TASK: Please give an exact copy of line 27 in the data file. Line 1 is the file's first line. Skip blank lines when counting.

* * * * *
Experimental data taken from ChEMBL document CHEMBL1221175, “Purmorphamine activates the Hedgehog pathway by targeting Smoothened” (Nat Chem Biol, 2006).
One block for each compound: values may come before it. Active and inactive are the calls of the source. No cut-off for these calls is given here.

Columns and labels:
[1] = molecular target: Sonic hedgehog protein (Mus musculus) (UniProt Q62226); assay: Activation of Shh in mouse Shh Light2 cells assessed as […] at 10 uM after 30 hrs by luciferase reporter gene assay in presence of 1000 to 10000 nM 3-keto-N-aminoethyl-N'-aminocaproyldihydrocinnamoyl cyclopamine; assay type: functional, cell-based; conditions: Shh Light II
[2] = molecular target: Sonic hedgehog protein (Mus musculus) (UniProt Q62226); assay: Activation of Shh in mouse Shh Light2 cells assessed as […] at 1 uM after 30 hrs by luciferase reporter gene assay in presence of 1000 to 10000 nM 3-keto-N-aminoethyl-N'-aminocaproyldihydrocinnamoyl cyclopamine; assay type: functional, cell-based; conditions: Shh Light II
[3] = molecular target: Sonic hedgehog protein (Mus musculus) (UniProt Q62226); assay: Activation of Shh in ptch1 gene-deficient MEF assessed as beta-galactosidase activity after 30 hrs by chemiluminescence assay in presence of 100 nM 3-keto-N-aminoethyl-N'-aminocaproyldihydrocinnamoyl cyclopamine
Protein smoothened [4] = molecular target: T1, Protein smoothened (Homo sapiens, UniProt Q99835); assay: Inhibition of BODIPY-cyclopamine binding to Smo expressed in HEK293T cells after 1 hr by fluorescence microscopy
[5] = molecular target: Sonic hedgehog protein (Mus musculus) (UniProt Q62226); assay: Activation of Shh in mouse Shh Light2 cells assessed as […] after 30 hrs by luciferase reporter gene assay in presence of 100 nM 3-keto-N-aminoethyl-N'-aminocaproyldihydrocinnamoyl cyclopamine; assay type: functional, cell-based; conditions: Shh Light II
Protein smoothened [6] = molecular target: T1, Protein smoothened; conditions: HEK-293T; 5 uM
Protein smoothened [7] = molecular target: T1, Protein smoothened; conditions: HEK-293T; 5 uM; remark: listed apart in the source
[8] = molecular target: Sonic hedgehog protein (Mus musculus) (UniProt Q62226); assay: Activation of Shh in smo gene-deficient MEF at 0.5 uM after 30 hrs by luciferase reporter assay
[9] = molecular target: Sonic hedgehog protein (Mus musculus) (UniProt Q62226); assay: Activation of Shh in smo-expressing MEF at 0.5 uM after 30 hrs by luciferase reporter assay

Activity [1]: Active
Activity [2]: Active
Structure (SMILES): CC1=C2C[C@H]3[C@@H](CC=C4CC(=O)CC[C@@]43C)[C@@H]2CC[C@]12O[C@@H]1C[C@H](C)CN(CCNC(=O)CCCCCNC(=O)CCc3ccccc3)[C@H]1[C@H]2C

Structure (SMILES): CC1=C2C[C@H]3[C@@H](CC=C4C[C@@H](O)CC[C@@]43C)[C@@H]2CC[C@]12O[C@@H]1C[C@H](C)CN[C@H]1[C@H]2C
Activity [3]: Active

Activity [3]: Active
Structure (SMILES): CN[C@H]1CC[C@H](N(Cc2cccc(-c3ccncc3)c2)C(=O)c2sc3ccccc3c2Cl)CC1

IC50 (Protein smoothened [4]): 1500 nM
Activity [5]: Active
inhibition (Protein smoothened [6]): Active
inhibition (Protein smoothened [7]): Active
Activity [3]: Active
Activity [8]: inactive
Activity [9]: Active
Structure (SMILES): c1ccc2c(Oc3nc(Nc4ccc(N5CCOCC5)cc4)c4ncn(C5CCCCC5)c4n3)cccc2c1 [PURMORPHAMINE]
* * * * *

Structure (SMILES): c1ccc2c(Oc3nc(Nc4ccc(N5CCOCC5)cc4)c4ncn(C5CCCCC5)c4n3)cccc2c1 [PURMORPHAMINE]